Email encryption is one of the strongest defenses that an organization can implement against data breaches brought on by the improper disclosure or distribution of medical records or protected health information (PHI). But without written policies and procedures governing the use of encryption services, these efforts mean next to nothing in the eyes of HIPAA auditors who have been redoubling their efforts to investigate non-compliance across the health care industry.
Small business are not ‘under the radar’ of government enforcement for HIPAA privacy and security rules. Not only is the government issuing meaningful fines to small businesses for non-compliance with these data privacy rules, they are explicitly stating that regardless of the size of the firm, whether a small physician’s office or insurance broker, they will hold everyone accountable.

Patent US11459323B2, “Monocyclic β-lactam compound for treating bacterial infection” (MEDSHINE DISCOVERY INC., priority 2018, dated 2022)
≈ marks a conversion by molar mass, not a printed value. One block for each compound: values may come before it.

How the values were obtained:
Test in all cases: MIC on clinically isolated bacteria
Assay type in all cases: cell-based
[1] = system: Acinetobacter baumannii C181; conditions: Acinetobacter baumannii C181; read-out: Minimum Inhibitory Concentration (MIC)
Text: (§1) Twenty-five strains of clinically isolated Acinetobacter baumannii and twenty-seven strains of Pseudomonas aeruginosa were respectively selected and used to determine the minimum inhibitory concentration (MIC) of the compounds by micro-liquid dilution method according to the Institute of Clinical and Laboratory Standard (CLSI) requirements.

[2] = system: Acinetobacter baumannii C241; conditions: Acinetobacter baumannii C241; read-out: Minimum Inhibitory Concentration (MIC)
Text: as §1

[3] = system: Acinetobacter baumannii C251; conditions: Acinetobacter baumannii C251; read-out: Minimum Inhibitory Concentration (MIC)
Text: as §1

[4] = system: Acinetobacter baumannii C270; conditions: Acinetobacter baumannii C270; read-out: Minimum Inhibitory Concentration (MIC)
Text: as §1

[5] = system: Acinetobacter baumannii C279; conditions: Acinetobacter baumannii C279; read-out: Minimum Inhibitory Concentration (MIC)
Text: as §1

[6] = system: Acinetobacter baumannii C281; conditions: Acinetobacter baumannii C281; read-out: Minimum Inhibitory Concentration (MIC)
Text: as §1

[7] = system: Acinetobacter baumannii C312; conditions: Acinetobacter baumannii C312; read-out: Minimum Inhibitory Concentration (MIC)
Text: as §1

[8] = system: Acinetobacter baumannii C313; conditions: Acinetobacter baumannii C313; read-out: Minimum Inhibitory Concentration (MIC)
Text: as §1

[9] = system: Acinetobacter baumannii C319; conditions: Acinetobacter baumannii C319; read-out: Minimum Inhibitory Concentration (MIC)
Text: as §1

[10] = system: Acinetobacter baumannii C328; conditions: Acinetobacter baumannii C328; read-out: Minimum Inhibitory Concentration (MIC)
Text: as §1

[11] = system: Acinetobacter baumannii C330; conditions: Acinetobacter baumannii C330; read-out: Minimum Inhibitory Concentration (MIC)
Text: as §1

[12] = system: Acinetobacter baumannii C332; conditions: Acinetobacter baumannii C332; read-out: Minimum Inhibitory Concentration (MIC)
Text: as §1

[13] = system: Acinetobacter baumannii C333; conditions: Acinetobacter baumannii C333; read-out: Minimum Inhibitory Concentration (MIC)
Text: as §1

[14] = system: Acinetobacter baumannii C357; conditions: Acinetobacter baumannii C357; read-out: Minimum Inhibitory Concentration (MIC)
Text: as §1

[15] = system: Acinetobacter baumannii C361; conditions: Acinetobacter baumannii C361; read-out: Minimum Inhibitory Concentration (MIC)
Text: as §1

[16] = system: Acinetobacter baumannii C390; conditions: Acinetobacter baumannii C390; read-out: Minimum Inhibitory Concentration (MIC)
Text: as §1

Importance of HIPAA Compliant for Electronic Signatures in Standardizing Electronic Health Care Transactions
RE: Required Patient and Beneficiary Authorizations, Notices and Acknowledgments
Unlock Permitted Cost Savings and Time Efficiencies
People often view HIPAA as a burden – heightened regulatory enforcement related to data protection and privacy. It is. However, most overlook the efficiencies that HIPAA permits.
The following article, written by Jon Neidiz, a partner in Nelson Mullins Riley & Scarborough’s Atlanta office and co-leader of the Firm’s Information Management Practice, is a useful short summary for those considering HIPAA privacy issues in the context of email – and RMail’s email encryption service. Key to using email encryption for compliance with regulations is ensuring that the sender organization has an auditable proof record of compliance – the focus of RMail’s email encryption service that is accomplished by return Registered Receipt™ email to the sender’s organization. Neiditz’s article follows: